College Board released their 2009 Trends in Student Aid today. I will be digesting the report over the next week and posting analyses. Having assisted the College Board with their analysis of the private student loan market, it didn't come as a complete surprise that they reported a 50% decline in private student loans from $23.8 billion in 2007-08 to $11.9 billion in 2008-09. Private student loans from the private sector declined by 51% from $22.3 billion to $11.0 billion, with state sponsored programs (such as Massachusett's MEFA, New Jersey's NJCLASS and Minnesota's SELF program) dropping 39%, from $1.5 billion to $900 million over the past year. Note that the College Board adjusted their earlier 07-08 private loan preliminary estimates upwards, from $19.1 billion to $22.3 billion, which accentuated this decline of $11.9 billion.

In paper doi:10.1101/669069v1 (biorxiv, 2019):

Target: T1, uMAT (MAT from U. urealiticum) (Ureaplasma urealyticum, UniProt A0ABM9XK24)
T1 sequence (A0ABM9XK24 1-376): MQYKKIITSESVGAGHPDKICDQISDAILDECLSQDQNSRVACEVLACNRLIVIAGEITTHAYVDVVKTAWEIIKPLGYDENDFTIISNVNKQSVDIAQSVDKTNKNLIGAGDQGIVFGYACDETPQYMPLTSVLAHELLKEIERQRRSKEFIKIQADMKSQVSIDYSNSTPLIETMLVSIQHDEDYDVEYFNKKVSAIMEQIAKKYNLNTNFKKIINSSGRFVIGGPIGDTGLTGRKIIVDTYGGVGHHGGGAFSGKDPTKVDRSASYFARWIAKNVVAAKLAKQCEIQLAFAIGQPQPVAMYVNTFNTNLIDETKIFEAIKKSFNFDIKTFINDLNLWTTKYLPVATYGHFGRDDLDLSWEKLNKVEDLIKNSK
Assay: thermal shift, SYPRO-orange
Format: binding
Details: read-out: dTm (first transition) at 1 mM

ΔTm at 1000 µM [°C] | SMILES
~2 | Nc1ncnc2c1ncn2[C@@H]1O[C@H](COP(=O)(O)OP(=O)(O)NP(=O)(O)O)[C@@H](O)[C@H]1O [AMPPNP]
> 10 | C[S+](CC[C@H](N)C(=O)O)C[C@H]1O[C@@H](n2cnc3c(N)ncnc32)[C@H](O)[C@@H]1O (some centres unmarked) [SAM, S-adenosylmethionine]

It is not difficult to rattle off the reasons for the decline; weak secondary markets which had previously fueled the rapid growth of private loans, continued increases in loan chargeoffs and delinquencies and a lack of capital (or a lack of willingness of bank executives to commit capital to this business). This reduction in private loan capacity was met by increases in federal loans, which grew by 15% to $84.0 billion, according to the College Board. This constitutes an $11 billion increase. Unsubsidized Stafford loans saw the sharpest increase, jumping by 33.8% to $38.9 billion, driven by increases in unsub. Stafford loan limits instituted in July of 2008.
What might surprise many folks is that even after a 50% decline in volumes for 2008-09, SLA projects that the market for private student loans will continue to contract in 2009-10 based on recent updates from two of the largest lenders of private student loans, Sallie Mae's Smart Option (25% below their "modest expectations") and Citibank (47% decline in private loan originations). A $5 billion expansion of the Perkins Loan program, as envisioned by student aid reform proposals, could continue to crimp growth prospects in the private loan market into 2010-11.